This isn’t an easy post to write. But I think it’s about time that we had this discussion.
For so many reasons, birth control is intimately linked to women’s rights, women’s liberation and women’s advocacy. Birth control has given many women freedom, flexibility and choice. In many ways, birth control has been an enabler of women’s forward progress.
And for that, I hold reverence.
But, as with all light, there is inevitably also a dark side. In the case of birth control, we need to start discussing the underbelly of this powerful tool.
As with ANY medication, there are side effects. Until recently, no one really cared about or talked about the side effects of hormonal birth control (e.g., pill, ring, shot, hormonal IUD). The benefits outweighed the costs...but now we have more data on the costs, so it might be time for a re-evaluation.
Importantly for us here at Xandara, some of these side effects may be playing a role in fertility challenges. So, let’s dive into them:
It depletes the body of key nutrients; many of these nutrients (e.g., B vitamins, vitamin E, zinc, coenzyme Q10) are critical for initiating and maintaining pregnancy.
It can alter the gut microbiome. An altered microbiome can be responsible for a number of symptoms, including headaches, yeast infections, lowered immunity and even mood disorders. A dysbiotic gut can also be transferred to your baby, predisposing them to things like asthma and allergies.
It can impair detoxification, allowing a toxic hormonal soup to build up in your body. Excess estrogen, for example, is linked to fibroids, endometriosis and even some cancers. Moreover, any time that hormones are imbalanced (too much, too little), fertility problems ensue.
It can mask underlying hormonal imbalances. With hormonal birth control, you do not actually get a period each month; rather, it’s a chemically induced “withdrawal bleed”. Practically speaking, this means that your hormones don’t fluctuate normally and naturally; therefore, your body does not produce many of the signs of hormonal dysfunction (e.g., acne, spotting, absent periods) that it otherwise would. Basically, your body’s symptom cascade is “silenced”.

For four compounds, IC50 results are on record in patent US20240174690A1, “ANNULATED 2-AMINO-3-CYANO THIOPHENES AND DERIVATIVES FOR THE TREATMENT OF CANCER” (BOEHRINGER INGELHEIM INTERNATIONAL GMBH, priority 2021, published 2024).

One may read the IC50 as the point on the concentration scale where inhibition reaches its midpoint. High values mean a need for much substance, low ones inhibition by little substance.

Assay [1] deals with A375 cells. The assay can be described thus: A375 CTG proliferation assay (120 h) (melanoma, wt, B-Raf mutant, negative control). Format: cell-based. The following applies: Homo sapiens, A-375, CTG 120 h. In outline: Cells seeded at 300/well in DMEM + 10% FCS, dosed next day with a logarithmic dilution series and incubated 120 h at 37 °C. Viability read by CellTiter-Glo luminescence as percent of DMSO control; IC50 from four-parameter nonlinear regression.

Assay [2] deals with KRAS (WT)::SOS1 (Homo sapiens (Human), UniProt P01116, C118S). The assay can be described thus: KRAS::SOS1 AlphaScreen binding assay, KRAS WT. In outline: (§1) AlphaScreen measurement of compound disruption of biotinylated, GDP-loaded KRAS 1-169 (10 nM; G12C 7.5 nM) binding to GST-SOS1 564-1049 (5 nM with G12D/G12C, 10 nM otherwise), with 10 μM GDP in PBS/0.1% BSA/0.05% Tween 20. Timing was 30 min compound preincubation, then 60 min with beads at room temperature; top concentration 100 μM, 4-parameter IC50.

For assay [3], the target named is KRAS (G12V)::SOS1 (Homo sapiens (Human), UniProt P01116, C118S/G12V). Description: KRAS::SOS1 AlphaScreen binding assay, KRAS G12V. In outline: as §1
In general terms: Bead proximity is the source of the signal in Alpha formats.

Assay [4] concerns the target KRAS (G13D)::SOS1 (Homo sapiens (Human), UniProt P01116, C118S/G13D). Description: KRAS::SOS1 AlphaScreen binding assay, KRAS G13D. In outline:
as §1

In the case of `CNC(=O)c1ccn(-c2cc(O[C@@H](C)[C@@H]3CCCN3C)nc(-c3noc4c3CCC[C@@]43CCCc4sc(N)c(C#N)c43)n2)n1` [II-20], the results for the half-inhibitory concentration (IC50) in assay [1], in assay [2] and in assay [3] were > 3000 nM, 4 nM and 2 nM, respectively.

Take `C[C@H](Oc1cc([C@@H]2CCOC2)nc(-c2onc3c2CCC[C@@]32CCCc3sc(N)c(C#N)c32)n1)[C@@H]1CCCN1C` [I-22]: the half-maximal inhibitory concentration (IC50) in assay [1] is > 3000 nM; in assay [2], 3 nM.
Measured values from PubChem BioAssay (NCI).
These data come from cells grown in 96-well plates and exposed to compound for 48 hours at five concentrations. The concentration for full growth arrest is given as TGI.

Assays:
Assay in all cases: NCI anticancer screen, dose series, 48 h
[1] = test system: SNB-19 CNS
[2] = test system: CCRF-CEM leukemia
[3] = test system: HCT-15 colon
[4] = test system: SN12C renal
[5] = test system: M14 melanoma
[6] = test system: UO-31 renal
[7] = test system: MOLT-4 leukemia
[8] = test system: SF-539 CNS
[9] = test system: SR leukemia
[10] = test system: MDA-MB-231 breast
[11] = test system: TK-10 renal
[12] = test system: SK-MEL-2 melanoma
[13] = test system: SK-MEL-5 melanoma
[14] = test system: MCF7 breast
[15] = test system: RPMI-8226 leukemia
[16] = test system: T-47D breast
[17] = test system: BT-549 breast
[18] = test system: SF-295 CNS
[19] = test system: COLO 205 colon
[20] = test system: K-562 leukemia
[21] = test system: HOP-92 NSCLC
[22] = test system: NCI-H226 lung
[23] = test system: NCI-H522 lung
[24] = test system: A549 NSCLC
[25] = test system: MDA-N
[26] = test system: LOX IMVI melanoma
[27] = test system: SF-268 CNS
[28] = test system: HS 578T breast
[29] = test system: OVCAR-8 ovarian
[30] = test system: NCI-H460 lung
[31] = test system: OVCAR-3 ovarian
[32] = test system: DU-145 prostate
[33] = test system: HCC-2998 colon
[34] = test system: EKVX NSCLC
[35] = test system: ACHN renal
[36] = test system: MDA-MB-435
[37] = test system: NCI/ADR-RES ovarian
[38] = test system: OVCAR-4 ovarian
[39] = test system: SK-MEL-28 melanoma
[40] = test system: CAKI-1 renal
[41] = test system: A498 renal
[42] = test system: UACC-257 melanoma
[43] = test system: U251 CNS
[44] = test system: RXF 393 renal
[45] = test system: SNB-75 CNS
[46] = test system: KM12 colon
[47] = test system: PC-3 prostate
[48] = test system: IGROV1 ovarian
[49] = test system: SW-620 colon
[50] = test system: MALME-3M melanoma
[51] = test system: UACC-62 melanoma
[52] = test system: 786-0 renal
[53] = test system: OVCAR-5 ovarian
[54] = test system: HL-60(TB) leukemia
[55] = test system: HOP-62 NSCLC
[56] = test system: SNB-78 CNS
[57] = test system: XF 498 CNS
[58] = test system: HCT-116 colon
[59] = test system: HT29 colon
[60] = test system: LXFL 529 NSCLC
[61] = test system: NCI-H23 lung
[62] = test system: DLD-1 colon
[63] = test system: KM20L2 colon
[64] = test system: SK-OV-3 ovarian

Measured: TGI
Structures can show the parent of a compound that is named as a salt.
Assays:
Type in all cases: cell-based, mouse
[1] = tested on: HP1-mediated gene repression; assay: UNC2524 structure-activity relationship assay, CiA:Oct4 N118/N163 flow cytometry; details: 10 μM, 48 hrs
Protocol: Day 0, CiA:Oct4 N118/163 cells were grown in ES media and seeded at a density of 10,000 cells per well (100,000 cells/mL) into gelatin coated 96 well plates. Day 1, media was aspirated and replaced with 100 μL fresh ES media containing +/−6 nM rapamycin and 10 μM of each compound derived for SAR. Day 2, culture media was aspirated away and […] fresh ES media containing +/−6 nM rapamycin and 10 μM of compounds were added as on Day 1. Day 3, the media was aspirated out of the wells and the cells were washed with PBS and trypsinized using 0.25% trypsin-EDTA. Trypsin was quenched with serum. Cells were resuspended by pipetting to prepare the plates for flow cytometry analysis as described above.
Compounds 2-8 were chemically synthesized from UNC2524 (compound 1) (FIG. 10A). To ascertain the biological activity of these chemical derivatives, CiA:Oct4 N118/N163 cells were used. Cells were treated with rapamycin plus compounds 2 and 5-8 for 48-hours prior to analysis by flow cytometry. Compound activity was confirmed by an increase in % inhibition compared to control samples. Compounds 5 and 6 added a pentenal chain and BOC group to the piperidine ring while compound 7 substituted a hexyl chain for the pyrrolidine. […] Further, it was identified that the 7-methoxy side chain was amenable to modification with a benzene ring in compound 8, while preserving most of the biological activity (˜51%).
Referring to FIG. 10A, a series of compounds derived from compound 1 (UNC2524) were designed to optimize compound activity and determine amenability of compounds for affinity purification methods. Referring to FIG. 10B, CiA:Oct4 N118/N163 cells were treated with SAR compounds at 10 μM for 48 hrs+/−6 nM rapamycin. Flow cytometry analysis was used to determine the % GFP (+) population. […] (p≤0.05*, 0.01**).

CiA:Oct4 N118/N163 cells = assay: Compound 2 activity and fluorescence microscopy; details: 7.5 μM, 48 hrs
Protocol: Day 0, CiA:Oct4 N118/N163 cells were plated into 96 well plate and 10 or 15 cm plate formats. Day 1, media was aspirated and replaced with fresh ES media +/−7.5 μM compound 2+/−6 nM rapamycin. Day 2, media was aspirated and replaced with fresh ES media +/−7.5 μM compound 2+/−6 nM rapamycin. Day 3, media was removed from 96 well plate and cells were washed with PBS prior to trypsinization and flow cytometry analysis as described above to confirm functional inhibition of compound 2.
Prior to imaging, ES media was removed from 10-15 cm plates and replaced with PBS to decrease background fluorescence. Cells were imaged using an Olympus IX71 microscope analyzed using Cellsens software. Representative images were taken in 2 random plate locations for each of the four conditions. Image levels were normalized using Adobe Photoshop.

The biggest issue for fertility is the last one. Many women don’t realize that they have hormonal problems until they try to get pregnant. Hormonal birth control covers them up. Sometimes, these underlying hormonal issues have been festering for years; in many cases, they were the initial reason that someone went on birth control (e.g., acne, heavy periods). The thing is: birth control didn’t solve the underlying problem (which was an imbalance of hormones); it only masked the problem by quieting the symptoms. So, when you come off of birth control, you are still left with that underlying problem, which definitely didn’t get resolved and may have even progressed.
This isn’t about birth control being good or bad. As with any medication, it’s about weighing the benefits and risks. And it’s about your unique situation and priorities. It’s just important to be an informed consumer...and you can’t be informed if no one gives you all of the facts.
The big takeaway here is this:
Birth control can mask underlying hormonal imbalances while you are on it. Even once you’re off of it, the effects of hormonal birth control can increase barriers and therefore time to getting pregnant (e.g., through nutrient deficiencies, altered microbiome function and impaired detox). Given this, you may want to give yourself some time to transition off of birth control and ensure that your hormonal system is in good shape before trying to conceive.